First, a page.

AMERICA’S JOHN BROWN GOOD AND TERRORIST: HARPER’S FERRY RAID THE
◗ Charles P Poland Jr.
◗ Casemate (2020)
◗ 336 pages (hardback)
◗ ISBN: 9781612009254
‘Everyone knows’ about John Brown and his attempt to spark a slave revolt at Harpers Ferry in 1859. His motives have been generally accepted as being worthy, but opinions as to the rightness of his methods have always been polarised. The events cast a long shadow, not least since the American view of the balance between terrorists and freedom fighters changes regularly.
The author cites the 2020 death of a‘civil Rights Icon’as changing that balance in favour of‘making good trouble’. Those with longer memories will recall the sustained East Coast support for Irish Terrorism, which was only damped down after 9/11.
Here the focus is entirely on the Harpers Ferry Raid: how it was planned, how it evolved, how it ended, and how it gave the American states a hefty shove towards secession and civil war. While John Brown is the prime player, his companions are described in detail. This is valuable; for without them Brown would have been just one more (possibly not unique) armed eccentric.
He had to persuade a significant number of others to join him, and this process is well described.
The narrative takes us through the long process of preparation, including secretly obtaining funds from Northern backers, amassing his arsenal, setting up his base camp in southern Maryland under the eyes of the authorities, to the raid itself. This is as a blow-by-blow account of the 36 hours of the action, as heavily armed Virginian ‘concerned citizens’ hastened to the scene (it was then probably the most exciting event for many years in this sleepy town), until Robert E Lee arrived with Federal Forces to take charge and restore order.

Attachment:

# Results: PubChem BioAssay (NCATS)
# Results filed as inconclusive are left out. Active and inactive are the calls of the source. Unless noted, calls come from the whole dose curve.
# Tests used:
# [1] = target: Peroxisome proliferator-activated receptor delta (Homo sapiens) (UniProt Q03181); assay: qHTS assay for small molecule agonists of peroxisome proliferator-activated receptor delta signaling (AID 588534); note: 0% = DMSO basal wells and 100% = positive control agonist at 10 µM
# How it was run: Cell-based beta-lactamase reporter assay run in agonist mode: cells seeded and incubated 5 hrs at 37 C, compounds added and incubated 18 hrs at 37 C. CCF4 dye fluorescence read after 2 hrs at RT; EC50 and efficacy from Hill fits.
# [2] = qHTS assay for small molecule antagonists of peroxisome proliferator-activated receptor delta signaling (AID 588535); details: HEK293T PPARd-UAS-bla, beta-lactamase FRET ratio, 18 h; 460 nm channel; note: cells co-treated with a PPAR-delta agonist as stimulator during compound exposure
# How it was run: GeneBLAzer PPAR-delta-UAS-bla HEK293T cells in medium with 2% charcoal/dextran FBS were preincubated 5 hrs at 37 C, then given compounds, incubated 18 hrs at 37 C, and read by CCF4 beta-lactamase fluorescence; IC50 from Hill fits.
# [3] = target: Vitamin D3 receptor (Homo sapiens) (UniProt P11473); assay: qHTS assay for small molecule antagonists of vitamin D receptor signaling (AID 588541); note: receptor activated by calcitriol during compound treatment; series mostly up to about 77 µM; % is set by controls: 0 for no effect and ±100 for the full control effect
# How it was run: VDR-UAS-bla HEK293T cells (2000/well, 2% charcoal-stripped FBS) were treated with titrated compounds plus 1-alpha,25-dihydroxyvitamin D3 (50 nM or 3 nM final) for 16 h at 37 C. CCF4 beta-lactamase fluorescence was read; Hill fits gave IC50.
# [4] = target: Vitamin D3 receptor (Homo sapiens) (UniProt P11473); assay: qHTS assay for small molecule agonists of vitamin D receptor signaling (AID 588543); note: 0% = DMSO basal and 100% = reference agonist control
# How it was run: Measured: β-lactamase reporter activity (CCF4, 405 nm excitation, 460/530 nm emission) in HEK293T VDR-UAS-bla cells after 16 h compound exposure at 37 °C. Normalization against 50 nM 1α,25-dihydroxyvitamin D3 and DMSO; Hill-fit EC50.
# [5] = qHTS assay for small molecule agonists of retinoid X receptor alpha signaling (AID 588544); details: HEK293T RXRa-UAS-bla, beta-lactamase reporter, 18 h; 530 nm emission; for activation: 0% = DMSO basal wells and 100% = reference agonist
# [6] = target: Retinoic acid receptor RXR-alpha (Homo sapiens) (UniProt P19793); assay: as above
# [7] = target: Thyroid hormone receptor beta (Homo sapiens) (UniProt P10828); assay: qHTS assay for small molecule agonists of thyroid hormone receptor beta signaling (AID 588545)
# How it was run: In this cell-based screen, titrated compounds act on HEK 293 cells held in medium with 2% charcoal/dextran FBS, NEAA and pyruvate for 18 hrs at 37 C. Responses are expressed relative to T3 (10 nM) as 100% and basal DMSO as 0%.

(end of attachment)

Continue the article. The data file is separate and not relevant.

We then have a full account of Brown’s time in custody awaiting trial, which turned out to be his most influential period. Journalists flocked to interview him and the Virginia authorities unaccountably allowed them regular access to Brown and his supporters. The media reports drove the polarisation of opinion; they substantially contributed to the outrage and alarm in the slave holding states and the sense of injustice in the northern states. Without this reportage the raid would most likely have been far less influential. The drive to forming militias would have been far less urgent, with less sense of outrage on all sides. It can be argued that Brown was hanged, not for what he did, but what he publicly confessed to wanting to do. Brown’s raid may not have caused the War between the States, but it certainly raised the political stakes and left little area for compromise when Lincoln took office as President.
The author draws numerous parallels with today, which are instructive. My only reservation with the book is the extent to which the author glosses over Brown’s appalling behaviour in Kansas. Those who failed to extend the rule of law into that anarchic area must carry some responsibility for allowing Brown to commit murder and then to leave Kansas with impunity.
This is an interesting and thought provoking read, which is accordingly recommended. It would make an interesting, but uncomfortable, wargame. A debate as to whether Virginia or the Federal Authorities should have had jurisdiction over Brown, and what the charges might have been, could ruin a supper party.